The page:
Faith In Times of Crisis and Desperation
From Fear To Faith
"Birth is a beginning
and death a destination.
And life is a journey:
From childhood to maturity
And youth to age;
From innocence to awareness
And ignorance to knowing;
From foolishness to discretion
And then, perhaps, to wisdom;
From weakness to strength
Or strength to weakness—
And, often, back again;
From health to sickness
And back, we pray, to health again;
From offense to forgiveness,
From loneliness to love,
From joy to gratitude,
From pain to compassion,
And grief to understanding –
From fear to faith….”
At every funeral at which I officiate, I read those words, by the late Rabbi Alvin Fine. They capture for me an essential Jewish idea: that life is not just about growing older; it’s about how we grow as a person and develop our character and spirit. One line, though, always stands out for me. We can understand the progression from youth to maturity, the journey from foolishness to discretion to wisdom. We can see how a person might move beyond resentment and learn to forgive, overcome loneliness and learn to love unselfishly, learn compassion for others from suffering pain oneself, stop taking good fortune for granted and feel gratitude for the blessings in one’s life.
But what about the movement from fear to faith? Often we think of faith as something we leave behind as we grow in knowledge and wisdom. One writer, explaining his own atheism, wrote, “For people who have been lucky enough to have a good education, belief in God, I say, should be rejected.” In other words, grownups should outgrow religious faith just as we outgrow fairy tales.
Far from being the sign of a strong, mature personality, we tend to see faith as the refuge of the unsophisticated and weak – “a crutch,” as science fiction Robert Heinlein wrote, “for people not strong enough to stand up to the unknown without help.” And rather than being the outcome of personal growth, faith often seems to us to reflect a narrowing of the mind and heart, common to those who cling to simplistic or even dangerous ideas.
Some kinds of faith deserve to be given up, deserve to be grown out of --or, better yet, we should not inflict such faith on children in the first place. But there’s also the kind of faith that Alvin Fine is talking about – the faith which we can grow into, the faith that comes with wisdom, with maturity, as a sign of inner strength. The kind of faith that can help us face our fears.
Here's story about faith from the 18th century. Once there was a learned man, a man who prided himself on his education, and who boasted of being modern and “enlightened.” He made a practice of going from one rabbi to another to debate with them about their faith and refute all their claims and arguments, which he considered hopelessly old-fashioned. Finally he came to Levi Yitzhak, the rabbi of Berditchev, hoping to prove him wrong, as well. The rabbi looked into the man’s eyes and said, “My son, the great Torah scholars with whom you argued wasted their words on you. After you left them, you only laughed at what they had said. They could not place God on the table before you, they could not show you God’s reality, and neither can I. But think, my son. Just think! Perhaps it is true. Perhaps it is true after all.”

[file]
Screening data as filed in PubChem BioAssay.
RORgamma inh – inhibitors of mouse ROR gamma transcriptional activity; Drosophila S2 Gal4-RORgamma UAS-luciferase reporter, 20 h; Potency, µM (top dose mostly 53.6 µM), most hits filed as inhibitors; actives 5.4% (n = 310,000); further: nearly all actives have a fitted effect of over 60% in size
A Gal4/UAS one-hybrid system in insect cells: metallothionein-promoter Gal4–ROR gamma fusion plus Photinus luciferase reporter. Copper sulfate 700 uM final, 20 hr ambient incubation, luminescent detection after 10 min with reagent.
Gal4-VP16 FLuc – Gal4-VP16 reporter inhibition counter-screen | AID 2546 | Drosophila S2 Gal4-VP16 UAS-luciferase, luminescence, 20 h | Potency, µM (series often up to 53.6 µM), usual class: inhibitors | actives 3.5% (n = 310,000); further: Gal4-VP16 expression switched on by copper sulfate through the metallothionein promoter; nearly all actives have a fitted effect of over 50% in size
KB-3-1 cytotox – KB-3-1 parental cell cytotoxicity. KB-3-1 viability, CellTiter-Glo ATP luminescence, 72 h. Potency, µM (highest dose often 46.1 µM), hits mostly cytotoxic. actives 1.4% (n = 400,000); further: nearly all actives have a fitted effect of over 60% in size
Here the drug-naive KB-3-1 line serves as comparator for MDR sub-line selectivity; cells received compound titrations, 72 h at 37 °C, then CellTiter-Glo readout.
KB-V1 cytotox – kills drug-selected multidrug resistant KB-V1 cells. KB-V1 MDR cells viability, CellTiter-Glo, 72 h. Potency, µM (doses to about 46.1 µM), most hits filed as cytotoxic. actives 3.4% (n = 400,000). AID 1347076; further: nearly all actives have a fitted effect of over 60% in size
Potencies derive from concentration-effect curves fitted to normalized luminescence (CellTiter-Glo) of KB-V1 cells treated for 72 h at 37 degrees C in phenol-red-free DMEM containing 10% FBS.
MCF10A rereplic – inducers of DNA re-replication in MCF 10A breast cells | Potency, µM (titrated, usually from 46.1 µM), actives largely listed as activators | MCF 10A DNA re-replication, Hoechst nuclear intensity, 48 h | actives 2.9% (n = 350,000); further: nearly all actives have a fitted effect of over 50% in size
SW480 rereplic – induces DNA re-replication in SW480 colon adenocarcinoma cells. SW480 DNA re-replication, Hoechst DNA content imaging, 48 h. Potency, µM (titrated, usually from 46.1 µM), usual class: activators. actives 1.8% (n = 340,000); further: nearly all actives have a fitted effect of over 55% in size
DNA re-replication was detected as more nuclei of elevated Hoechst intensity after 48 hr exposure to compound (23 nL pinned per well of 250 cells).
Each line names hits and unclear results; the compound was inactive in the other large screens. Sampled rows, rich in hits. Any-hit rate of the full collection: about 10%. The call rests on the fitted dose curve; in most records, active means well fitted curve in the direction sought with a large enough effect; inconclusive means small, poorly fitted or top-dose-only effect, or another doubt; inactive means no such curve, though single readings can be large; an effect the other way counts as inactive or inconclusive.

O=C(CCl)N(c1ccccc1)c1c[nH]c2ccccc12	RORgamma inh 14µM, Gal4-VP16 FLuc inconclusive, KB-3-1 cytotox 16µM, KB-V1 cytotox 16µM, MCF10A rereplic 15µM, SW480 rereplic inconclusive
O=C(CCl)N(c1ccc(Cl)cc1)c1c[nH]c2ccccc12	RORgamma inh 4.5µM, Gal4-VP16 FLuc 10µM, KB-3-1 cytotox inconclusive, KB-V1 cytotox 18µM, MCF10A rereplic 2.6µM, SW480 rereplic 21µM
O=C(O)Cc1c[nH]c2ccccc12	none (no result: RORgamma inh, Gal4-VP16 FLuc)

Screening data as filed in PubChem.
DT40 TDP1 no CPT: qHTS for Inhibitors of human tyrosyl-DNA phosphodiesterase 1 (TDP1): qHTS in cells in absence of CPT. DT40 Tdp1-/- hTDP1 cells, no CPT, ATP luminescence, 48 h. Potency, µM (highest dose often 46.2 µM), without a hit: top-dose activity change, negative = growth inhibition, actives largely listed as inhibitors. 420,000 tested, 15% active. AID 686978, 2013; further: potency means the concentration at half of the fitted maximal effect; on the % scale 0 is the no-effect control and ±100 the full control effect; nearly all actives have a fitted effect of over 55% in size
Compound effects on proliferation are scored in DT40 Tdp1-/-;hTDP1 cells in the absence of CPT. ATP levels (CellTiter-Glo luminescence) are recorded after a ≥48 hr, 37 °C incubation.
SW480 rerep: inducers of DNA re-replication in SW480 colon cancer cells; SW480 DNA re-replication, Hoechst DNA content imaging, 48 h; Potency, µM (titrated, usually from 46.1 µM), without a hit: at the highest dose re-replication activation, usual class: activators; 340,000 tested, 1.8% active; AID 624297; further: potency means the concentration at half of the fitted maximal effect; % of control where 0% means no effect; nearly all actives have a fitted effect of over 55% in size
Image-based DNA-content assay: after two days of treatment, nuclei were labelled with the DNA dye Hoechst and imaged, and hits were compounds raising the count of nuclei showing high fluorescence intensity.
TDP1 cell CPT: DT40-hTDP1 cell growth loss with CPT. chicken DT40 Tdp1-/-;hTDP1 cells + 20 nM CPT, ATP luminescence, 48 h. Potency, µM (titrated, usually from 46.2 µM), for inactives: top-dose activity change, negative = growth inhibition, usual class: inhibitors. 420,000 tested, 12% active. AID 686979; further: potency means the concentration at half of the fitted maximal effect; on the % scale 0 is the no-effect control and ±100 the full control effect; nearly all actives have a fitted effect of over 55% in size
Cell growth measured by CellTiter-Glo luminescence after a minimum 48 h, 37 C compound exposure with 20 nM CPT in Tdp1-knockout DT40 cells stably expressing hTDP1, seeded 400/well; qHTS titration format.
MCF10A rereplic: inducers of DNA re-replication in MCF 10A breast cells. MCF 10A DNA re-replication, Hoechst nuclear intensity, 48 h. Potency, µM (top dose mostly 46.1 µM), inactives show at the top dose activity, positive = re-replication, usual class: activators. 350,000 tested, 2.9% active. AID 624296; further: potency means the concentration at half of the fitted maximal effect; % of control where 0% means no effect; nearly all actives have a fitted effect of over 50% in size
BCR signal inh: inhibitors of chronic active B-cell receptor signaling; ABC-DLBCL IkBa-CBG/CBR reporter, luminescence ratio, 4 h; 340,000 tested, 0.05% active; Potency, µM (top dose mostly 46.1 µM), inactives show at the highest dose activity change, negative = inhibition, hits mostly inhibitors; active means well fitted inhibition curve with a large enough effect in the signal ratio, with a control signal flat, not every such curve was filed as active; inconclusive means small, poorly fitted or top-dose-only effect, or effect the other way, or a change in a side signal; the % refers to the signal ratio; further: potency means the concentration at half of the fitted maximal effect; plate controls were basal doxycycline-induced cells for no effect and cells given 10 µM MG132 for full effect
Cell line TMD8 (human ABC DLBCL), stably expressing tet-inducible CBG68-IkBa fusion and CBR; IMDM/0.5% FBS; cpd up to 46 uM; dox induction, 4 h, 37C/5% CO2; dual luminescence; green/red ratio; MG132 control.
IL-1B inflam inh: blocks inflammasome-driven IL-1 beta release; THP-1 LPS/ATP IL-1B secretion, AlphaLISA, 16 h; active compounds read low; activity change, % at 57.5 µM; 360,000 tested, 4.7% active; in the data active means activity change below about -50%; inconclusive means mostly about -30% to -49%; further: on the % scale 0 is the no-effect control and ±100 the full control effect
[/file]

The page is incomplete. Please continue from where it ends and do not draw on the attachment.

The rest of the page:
The enlightened man made the utmost effort to reply, but the word “perhaps” beat on his ears again and again, and he departed in silence. The rabbi doesn’t reject him or attack him for his doubts. He doesn’t debate with him either, but states flat out that he can’t offer definitive proof that God is real. He offers him, instead, just one word: “perhaps.” It doesn’t sound like much, at first. You’d think that a great religious leader should be able to come up with more than “perhaps.” But Rabbi Levi understands that “perhaps” is irrefutable. It simply opens the door to the possibility that God is, and that there may be something to religion, after all.
Immature faith is rooted in certainty, a conviction that it alone possesses the truth. It cannot tolerate ambiguity or doubt; it is threatened by opposing views. Far stronger is faith that is rooted in “perhaps.”
Mature faith understands that all thoughtful people have doubts and must live with uncertainty. It is gentle, modest and humble in its assertions. It does not make grandiose pronouncements or give absolute assurances. Mature faith respects the world’s complexity; it acknowledges that there are many paths to truth; it does not seek to denigrate or dominate others through dogma.
A second story, about fear and faith: A midrash says that when the Israelites, fleeing from slavery, came to the shores of the Red Sea, the frightened people began wrangling with one another, each one saying “I will not be the first to go down into the sea.” While they were arguing, a man called Nachshon sprang forward and was the first to enter the waters. Meanwhile, Moses stood in prayer before God. God said to him, “My beloved children are in danger at the sea, and you stand here praying?” Moses said, “But Master of the universe, what can I do?” And God answered: “Speak to the children of Israel and lead them forward.”